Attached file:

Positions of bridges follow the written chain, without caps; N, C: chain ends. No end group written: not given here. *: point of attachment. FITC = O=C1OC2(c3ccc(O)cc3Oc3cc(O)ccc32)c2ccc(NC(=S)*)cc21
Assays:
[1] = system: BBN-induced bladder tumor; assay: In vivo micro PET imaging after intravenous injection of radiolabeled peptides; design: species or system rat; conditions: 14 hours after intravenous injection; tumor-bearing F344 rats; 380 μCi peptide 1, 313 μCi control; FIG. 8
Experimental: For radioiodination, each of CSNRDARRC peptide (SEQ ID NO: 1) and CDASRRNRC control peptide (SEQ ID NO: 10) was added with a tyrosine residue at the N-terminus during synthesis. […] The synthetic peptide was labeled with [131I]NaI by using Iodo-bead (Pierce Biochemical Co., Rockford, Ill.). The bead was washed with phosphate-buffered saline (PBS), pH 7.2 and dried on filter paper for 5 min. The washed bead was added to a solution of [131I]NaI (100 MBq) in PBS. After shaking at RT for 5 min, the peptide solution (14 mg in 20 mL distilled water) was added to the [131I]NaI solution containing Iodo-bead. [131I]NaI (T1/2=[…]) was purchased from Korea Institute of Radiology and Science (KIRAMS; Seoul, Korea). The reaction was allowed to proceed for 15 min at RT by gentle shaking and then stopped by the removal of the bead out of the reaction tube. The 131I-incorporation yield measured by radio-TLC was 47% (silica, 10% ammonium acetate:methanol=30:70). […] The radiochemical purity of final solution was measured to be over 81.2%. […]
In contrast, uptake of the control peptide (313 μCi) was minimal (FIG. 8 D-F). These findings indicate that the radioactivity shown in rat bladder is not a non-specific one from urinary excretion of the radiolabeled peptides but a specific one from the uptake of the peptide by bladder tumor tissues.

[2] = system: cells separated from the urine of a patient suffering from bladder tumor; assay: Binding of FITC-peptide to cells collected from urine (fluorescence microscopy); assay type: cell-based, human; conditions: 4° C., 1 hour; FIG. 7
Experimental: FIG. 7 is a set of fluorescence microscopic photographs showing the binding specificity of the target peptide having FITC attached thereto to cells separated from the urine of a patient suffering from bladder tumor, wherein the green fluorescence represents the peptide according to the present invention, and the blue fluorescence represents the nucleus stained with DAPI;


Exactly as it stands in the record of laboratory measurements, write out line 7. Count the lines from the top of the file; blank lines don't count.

Experimental: FIG. 7 is a set of fluorescence microscopic photographs showing the binding specificity of the target peptide having FITC attached thereto to cells separated from the urine of a patient suffering from bladder tumor, wherein the green fluorescence represents the peptide according to the present invention, and the blue fluorescence represents the nucleus stained with DAPI;